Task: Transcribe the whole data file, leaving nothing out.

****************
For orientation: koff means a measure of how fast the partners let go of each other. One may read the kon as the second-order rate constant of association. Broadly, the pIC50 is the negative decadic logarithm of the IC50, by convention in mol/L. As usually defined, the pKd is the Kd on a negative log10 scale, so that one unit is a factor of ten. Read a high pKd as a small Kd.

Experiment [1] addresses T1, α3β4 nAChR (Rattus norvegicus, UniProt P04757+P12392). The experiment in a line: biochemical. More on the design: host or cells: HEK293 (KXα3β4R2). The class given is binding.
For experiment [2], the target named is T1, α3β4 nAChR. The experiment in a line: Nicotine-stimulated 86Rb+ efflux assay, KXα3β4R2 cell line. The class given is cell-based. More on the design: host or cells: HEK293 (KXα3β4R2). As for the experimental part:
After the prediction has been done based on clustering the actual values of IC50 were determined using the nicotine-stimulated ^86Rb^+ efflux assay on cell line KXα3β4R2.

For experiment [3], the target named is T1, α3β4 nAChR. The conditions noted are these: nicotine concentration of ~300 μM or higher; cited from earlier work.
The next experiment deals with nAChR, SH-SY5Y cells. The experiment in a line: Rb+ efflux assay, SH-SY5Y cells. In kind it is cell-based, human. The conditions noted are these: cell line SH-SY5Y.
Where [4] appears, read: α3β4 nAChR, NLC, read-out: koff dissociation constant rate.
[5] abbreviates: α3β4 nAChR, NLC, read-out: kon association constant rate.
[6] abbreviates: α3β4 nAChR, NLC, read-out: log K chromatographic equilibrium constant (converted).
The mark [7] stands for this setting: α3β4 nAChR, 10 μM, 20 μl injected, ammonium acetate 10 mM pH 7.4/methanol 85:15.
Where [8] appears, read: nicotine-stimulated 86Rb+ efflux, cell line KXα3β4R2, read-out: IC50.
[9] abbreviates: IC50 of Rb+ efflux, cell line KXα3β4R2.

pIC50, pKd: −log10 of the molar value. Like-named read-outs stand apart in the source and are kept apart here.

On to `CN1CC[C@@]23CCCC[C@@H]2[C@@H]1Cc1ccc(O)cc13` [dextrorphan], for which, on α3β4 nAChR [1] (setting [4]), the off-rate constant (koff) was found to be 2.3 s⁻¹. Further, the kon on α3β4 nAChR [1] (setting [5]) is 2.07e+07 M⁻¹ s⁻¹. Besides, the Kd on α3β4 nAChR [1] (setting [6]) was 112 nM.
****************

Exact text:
For orientation: koff means a measure of how fast the partners let go of each other. One may read the kon as the second-order rate constant of association. Broadly, the pIC50 is the negative decadic logarithm of the IC50, by convention in mol/L. As usually defined, the pKd is the Kd on a negative log10 scale, so that one unit is a factor of ten. Read a high pKd as a small Kd.

Experiment [1] addresses T1, α3β4 nAChR (Rattus norvegicus, UniProt P04757+P12392). The experiment in a line: biochemical. More on the design: host or cells: HEK293 (KXα3β4R2). The class given is binding.
For experiment [2], the target named is T1, α3β4 nAChR. The experiment in a line: Nicotine-stimulated 86Rb+ efflux assay, KXα3β4R2 cell line. The class given is cell-based. More on the design: host or cells: HEK293 (KXα3β4R2). As for the experimental part:
After the prediction has been done based on clustering the actual values of IC50 were determined using the nicotine-stimulated ^86Rb^+ efflux assay on cell line KXα3β4R2.

For experiment [3], the target named is T1, α3β4 nAChR. The conditions noted are these: nicotine concentration of ~300 μM or higher; cited from earlier work.
The next experiment deals with nAChR, SH-SY5Y cells. The experiment in a line: Rb+ efflux assay, SH-SY5Y cells. In kind it is cell-based, human. The conditions noted are these: cell line SH-SY5Y.
Where [4] appears, read: α3β4 nAChR, NLC, read-out: koff dissociation constant rate.
[5] abbreviates: α3β4 nAChR, NLC, read-out: kon association constant rate.
[6] abbreviates: α3β4 nAChR, NLC, read-out: log K chromatographic equilibrium constant (converted).
The mark [7] stands for this setting: α3β4 nAChR, 10 μM, 20 μl injected, ammonium acetate 10 mM pH 7.4/methanol 85:15.
Where [8] appears, read: nicotine-stimulated 86Rb+ efflux, cell line KXα3β4R2, read-out: IC50.
[9] abbreviates: IC50 of Rb+ efflux, cell line KXα3β4R2.

pIC50, pKd: −log10 of the molar value. Like-named read-outs stand apart in the source and are kept apart here.

On to `CN1CC[C@@]23CCCC[C@@H]2[C@@H]1Cc1ccc(O)cc13` [dextrorphan], for which, on α3β4 nAChR [1] (setting [4]), the off-rate constant (koff) was found to be 2.3 s⁻¹. Further, the kon on α3β4 nAChR [1] (setting [5]) is 2.07e+07 M⁻¹ s⁻¹. Besides, the Kd on α3β4 nAChR [1] (setting [6]) was 112 nM.